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Endings: Helping leaders talk about death and dying

By Dr Chloe Paidoussis Mitchell

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Welcome to the final part of our 6-week series on Grief and Leadership.

This week Dr Chloe Paidoussis Mitchell, our resident Clinical Lead for Grief and Trauma, will explore the value of talking about endings with your teams – especially death, loss and dying – to support their transition to a post-Covid19 world where they feel cared for as human beings, elevated in their mental health by your leadership, and business ready.

If you have just joined us, do read our earlier pieces to understand all you need to know about the impact of grief on wellbeing and to access lots of best practice advice on how to handle grief and loss in the workplace, especially during the pandemic.

Our approach at The Work Psychologists is to support you to thrive through the challenges of the loss of normalcy.

Dr Chloe is running a webinar on 26th March on understanding grief – to get a free ticket and to receive other brilliant articles like this one, sign up below:

Why is it important to talk about endings?

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Endings are an inevitable part of life.

Every single one of us has had to cope with a fair amount of endings in our lives so far – the loss of a good boss, loss of familiar organisational structure through restructures, loss of physical contact with previous colleagues or friends, divorce, loss of a loved home, loss of a steady income, miscarriage, breakups, fall outs, loss of youth, loss of health, loss of childhood, loss of possessions to name a few.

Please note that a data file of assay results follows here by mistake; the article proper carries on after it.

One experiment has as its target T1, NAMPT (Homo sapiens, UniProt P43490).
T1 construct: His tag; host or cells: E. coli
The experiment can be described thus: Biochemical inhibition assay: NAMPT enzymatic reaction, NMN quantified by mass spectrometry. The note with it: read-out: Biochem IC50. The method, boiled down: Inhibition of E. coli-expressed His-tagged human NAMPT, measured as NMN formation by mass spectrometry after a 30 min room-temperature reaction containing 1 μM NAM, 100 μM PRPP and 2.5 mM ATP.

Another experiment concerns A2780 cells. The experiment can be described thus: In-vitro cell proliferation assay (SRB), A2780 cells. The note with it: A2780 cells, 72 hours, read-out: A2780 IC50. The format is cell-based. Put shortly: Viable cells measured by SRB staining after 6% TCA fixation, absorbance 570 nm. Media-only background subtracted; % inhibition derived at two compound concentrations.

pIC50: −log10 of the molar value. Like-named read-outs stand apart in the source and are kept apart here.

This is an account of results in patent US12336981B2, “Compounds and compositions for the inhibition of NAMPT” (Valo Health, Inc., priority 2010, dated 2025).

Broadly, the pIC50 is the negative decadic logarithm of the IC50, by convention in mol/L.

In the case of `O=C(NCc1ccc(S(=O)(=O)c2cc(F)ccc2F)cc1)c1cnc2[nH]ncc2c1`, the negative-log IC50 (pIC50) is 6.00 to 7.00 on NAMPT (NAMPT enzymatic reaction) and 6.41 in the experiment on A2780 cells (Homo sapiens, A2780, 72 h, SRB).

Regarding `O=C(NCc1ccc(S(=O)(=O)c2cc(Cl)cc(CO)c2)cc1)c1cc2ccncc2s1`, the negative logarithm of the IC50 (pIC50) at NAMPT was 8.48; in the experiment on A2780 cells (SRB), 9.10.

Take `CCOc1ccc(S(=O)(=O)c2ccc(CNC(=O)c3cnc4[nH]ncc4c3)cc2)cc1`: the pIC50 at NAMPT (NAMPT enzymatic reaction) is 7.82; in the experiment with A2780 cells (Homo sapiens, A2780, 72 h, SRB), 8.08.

Endings and loss of all kind, as well as loss due to death are unavoidable, and the pandemic has evoked a “mass grief” response in many due to the loss of all norms (Berinato, 2020).

Facing the impact of endings head on is an important aspect of the post-Covid workplace.

There is a wide global consensus that the COVID-19 restrictions and ending of all norms has impacted people’s mental health and wellbeing (Fiorillo et al 2020).

Learning to talk about these experiences is a vital step towards normalising the lived experiences and creating workplace environments that support and elevate people by adapting and validating their losses, rather than avoiding them and side lining them.